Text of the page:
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Stray dog Arthur joins Swedish Adventure Racing team

Published onsdag 19 november 2014 kl 16.58
Mikael Lindnord and Arthur after passing the finishing line in the Adventure Racing World Championships. They finished up in 12th place. Photo: Krister Göransson/Team Peak Performance
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Mikael Lindnord and Arthur after passing the finishing line in the Adventure Racing World Championships. They finished up in 12th place. Photo: Krister Göransson/Team Peak Performance
Staffan Björklund och Mikael Lindnord hjälper den dehydrerade Simon Niemi genom lervällingen medan Arthur och Karen Lundgren går vid sidan om Foto: Krister Göransson / Team Peak Performance
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Staffan Björklund and Mikael Lindnord helping the dehydrated Simon Niemi through the mud, while ARthur and Karen Lundgren walks alongside them. Photo: Krister Göransson / Team Peak Performance

A Swedish team taking part in the Adventure Racing World Championships in Ecuador has made an unusual recruitment. "Arthur" was a homeless dog that joined the team in a mountain village in the Andes - he will now be returning with them to Sweden.

The tabloid Aftonbladet has been following the story, that started with a meatball chucked to a scruffy canine, and ended up with him following the team for several days as they were running through deep mud and almost impenetrable jungle, cycling and white-water rafting.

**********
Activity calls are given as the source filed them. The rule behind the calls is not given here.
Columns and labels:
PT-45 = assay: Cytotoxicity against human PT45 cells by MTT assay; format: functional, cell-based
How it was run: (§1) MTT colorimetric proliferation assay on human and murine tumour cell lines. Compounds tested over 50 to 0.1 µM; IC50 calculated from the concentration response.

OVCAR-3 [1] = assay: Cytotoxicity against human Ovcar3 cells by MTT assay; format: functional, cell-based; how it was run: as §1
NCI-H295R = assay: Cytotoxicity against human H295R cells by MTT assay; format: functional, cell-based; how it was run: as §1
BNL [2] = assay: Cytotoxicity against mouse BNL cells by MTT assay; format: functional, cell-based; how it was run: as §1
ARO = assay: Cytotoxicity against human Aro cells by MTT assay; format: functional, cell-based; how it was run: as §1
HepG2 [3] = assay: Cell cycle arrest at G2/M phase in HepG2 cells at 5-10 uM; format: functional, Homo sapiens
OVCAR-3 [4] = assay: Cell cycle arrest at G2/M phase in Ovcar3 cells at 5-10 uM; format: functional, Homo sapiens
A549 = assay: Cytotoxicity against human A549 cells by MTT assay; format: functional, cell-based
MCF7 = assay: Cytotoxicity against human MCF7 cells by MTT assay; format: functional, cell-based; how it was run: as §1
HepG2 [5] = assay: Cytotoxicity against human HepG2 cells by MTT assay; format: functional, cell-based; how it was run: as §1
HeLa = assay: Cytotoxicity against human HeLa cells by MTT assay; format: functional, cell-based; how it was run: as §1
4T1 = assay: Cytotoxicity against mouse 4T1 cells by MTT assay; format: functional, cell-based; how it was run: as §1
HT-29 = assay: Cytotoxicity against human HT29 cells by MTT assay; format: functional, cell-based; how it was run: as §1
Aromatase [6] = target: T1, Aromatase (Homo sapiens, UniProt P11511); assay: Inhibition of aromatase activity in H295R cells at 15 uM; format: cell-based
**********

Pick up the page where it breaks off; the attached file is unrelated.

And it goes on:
"It was pretty difficult, technically, to paddle with a big dog in your lap. Sometimes he jumped into the water to chase fish. Then he got cold and I lent him my coat," said the team's captain Mikael Lindnord.

"If we lost a few points because we brought a dog on a 70 kilometre kayak trip, then so be it. It was worth it," said Lindnord.

At the end of the race, the team contacted the authorities in Sweden to see if they could bring Arthur with them home. The initial response was no. The Swedish Board of Agriculture said the dog was in too bad condition.

But, after visiting a vet in Quito, who gave him a health check, and ID chip and a vaccination against rabies, Arthur is now in the clear. After 120 days in quarantine, he will be free to join his new master in Sweden.

"I was almost crying in front of the computer, when I got the news," Mikael Nordlind told Aftonbladet. "This is fantastic!"

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